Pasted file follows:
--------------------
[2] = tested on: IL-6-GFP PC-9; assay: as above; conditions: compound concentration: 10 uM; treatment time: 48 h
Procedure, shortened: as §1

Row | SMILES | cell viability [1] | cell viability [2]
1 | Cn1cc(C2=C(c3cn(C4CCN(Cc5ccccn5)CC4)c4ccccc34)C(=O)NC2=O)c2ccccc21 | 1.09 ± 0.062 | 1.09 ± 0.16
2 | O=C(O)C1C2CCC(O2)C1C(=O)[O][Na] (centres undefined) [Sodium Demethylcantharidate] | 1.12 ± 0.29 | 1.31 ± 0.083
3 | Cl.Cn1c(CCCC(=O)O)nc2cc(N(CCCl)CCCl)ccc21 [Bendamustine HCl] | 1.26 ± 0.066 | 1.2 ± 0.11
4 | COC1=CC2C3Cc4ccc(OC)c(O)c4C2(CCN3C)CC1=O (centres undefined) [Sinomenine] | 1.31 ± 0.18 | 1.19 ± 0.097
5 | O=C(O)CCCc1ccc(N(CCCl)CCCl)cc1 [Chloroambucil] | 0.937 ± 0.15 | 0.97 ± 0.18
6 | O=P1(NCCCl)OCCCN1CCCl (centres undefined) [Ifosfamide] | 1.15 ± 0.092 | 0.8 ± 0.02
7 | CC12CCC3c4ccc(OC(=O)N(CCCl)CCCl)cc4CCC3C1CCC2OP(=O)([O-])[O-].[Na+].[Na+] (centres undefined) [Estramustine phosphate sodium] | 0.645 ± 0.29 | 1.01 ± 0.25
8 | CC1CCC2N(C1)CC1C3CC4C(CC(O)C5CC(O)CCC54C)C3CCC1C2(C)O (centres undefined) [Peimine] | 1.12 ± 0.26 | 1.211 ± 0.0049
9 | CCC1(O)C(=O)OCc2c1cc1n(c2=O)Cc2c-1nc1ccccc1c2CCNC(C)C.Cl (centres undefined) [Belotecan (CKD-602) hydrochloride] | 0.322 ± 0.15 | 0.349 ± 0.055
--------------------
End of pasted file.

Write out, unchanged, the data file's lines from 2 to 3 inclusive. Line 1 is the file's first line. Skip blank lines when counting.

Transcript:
Procedure, shortened: as §1

Row | SMILES | cell viability [1] | cell viability [2]